As Nick and Kevin have noted, 17 Uighurs may soon be headed for the tiny Pacific nation of Palau. This strikes me as a little odd, because when Palau's government isn't offering to accommodate Guantanamo detainees, it's publicly fretting that the country may become unliveable because of global warming.
At the United Nations, Palau is one of the savviest, loudest voices (admittedly there aren't many) calling for the international community to help small island countries whose existence is threatened by climate change. Palau says it has already lost one third of its coral reef ecosystems, which it depends on for food and tourism, due to rising ocean temperatures and increasingly frequent storms. The government fears that if these weather patterns continue, the islands will no longer be able to sustain its population of around 20,000 people. Palau's UN ambassador, Stuart Beck, has said that "the destruction of coral reefs is tantamount to the destruction of our country."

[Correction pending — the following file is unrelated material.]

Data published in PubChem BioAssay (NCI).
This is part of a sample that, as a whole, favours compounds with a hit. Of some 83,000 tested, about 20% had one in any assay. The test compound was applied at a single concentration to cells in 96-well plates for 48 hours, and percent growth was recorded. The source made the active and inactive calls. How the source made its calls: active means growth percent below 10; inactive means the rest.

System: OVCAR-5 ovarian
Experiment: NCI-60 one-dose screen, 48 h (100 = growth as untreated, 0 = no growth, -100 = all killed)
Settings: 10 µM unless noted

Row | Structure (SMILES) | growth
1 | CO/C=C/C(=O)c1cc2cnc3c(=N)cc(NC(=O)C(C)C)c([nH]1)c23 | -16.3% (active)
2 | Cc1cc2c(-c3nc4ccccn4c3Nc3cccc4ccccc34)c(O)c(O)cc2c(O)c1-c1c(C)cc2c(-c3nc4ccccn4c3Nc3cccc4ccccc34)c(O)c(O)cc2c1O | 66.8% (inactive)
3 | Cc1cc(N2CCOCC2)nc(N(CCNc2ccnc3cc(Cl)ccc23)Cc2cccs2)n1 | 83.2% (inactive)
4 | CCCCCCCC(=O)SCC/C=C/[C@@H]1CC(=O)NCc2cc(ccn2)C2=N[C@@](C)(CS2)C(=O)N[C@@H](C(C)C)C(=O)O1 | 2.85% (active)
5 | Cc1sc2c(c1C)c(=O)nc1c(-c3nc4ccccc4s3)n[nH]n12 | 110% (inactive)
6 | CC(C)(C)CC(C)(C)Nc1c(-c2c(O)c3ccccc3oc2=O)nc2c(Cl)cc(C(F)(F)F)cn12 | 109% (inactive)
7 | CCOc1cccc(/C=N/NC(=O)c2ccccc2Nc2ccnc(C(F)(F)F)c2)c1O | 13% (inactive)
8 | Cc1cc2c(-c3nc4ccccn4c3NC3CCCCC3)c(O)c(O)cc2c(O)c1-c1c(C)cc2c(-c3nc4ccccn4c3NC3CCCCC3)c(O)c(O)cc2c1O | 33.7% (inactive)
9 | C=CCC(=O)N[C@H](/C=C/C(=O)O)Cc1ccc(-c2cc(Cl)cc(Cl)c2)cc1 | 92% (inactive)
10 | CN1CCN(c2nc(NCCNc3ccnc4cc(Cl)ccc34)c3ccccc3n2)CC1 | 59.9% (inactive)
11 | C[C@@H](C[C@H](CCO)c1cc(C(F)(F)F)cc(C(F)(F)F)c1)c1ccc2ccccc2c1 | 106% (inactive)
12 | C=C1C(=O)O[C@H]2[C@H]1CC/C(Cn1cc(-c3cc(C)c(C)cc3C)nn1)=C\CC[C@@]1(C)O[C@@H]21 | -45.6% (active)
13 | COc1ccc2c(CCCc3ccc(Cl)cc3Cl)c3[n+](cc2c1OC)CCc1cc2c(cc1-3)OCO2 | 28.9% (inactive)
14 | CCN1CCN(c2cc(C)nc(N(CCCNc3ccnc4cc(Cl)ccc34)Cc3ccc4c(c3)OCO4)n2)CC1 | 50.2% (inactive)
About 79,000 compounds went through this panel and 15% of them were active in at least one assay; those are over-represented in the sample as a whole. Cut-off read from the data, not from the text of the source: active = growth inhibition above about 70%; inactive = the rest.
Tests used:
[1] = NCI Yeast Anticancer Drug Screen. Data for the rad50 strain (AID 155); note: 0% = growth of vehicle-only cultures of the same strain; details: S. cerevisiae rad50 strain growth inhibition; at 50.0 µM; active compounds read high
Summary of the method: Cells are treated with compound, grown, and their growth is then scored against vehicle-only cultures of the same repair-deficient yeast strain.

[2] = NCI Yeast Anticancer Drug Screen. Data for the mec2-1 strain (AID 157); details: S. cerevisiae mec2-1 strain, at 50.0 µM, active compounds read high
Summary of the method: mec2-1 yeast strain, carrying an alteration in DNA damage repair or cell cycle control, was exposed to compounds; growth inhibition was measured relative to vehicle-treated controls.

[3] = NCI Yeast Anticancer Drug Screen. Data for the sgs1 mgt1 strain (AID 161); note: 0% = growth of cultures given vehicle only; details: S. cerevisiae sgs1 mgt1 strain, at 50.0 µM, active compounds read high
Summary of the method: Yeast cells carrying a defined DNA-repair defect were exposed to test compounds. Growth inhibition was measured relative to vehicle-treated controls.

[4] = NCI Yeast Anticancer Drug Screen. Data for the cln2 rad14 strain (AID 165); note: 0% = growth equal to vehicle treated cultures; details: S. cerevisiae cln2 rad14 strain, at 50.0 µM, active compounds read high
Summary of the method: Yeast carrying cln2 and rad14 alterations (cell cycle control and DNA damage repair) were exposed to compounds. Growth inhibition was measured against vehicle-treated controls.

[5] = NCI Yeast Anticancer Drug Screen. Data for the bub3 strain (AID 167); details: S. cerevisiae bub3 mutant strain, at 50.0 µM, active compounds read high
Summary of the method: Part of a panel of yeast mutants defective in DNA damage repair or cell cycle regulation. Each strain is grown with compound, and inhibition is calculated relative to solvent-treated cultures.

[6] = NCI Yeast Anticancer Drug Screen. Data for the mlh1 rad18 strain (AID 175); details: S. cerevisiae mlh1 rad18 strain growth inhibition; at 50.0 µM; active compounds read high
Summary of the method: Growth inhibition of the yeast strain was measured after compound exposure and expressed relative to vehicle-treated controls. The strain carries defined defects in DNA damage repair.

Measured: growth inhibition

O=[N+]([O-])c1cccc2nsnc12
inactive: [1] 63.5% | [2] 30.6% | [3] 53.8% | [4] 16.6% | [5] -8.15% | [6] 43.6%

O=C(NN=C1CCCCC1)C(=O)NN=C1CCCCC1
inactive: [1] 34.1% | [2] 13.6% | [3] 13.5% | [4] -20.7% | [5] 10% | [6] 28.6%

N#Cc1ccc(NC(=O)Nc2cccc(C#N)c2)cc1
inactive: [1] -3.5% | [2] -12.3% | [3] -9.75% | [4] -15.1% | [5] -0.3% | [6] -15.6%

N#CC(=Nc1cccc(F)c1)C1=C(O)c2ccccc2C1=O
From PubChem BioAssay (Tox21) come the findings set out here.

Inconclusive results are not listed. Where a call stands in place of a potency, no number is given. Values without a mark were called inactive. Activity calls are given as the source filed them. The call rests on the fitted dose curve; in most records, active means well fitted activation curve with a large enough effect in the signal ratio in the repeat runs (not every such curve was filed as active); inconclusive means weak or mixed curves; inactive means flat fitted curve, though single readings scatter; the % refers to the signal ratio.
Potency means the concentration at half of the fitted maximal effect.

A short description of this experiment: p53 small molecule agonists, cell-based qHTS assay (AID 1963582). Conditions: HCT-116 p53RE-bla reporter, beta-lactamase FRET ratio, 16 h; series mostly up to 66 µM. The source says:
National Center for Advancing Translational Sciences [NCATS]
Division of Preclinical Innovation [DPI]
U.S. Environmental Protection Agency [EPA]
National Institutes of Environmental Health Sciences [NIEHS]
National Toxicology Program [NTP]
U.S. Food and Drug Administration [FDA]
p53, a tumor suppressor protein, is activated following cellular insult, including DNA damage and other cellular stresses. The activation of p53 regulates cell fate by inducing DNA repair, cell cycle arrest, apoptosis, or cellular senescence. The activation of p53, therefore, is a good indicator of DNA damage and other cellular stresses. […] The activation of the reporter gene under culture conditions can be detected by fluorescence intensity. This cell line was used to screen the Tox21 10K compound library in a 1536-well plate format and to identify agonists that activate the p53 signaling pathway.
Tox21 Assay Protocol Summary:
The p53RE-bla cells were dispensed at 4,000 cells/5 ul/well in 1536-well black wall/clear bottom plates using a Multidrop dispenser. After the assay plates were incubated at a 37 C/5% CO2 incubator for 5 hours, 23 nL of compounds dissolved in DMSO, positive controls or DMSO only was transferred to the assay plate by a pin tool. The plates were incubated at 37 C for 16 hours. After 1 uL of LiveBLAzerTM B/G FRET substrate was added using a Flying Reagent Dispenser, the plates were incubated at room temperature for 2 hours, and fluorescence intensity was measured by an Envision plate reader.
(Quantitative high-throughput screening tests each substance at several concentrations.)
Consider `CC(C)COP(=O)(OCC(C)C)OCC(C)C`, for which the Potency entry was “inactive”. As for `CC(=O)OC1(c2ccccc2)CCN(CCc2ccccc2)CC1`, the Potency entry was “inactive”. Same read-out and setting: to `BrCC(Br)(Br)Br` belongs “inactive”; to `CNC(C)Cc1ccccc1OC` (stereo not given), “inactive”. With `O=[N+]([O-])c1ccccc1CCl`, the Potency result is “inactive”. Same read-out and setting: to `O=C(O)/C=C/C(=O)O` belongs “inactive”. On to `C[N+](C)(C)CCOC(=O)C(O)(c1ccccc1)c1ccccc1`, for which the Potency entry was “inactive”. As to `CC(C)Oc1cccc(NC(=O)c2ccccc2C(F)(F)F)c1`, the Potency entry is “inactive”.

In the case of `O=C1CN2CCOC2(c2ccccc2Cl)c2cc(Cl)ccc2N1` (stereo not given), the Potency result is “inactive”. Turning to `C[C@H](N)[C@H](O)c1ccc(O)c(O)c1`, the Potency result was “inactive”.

Palau's dire predictions never seemed to result in much tangible assistance. Now the US is pledging the country $200 million in development aid. Just to put that in perspective, that's $10,000 per person, and nearly twice as much as the US gives to Rwanda. In 2007, US aid to Palau totaled $27 million. But the extra money has nothing to do with the Uighurs, of course.